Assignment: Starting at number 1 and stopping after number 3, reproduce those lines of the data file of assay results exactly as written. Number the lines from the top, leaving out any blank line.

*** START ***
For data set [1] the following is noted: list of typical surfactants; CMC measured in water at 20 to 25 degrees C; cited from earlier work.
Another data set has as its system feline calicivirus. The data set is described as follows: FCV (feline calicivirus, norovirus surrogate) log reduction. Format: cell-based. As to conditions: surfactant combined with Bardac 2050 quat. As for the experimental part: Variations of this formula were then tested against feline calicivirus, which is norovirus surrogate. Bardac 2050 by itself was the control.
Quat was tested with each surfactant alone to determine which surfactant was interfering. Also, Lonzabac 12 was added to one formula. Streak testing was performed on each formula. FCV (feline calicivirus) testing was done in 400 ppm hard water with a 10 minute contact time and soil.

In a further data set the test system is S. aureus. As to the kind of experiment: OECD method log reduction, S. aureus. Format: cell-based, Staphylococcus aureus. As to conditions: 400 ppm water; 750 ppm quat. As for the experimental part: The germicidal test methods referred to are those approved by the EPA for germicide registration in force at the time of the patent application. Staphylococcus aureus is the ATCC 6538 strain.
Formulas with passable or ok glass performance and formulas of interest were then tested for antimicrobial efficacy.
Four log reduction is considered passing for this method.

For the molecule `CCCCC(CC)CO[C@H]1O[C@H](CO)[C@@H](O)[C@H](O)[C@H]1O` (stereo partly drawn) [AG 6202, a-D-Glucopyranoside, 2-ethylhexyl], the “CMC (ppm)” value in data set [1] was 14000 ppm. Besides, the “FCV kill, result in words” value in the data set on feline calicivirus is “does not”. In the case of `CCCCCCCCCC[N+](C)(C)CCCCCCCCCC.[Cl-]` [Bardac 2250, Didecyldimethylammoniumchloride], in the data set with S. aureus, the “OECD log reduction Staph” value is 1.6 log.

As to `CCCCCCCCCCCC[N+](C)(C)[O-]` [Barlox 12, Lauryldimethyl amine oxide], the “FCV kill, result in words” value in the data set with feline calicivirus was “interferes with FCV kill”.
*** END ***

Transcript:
For data set [1] the following is noted: list of typical surfactants; CMC measured in water at 20 to 25 degrees C; cited from earlier work.
Another data set has as its system feline calicivirus. The data set is described as follows: FCV (feline calicivirus, norovirus surrogate) log reduction. Format: cell-based. As to conditions: surfactant combined with Bardac 2050 quat. As for the experimental part: Variations of this formula were then tested against feline calicivirus, which is norovirus surrogate. Bardac 2050 by itself was the control.
Quat was tested with each surfactant alone to determine which surfactant was interfering. Also, Lonzabac 12 was added to one formula. Streak testing was performed on each formula. FCV (feline calicivirus) testing was done in 400 ppm hard water with a 10 minute contact time and soil.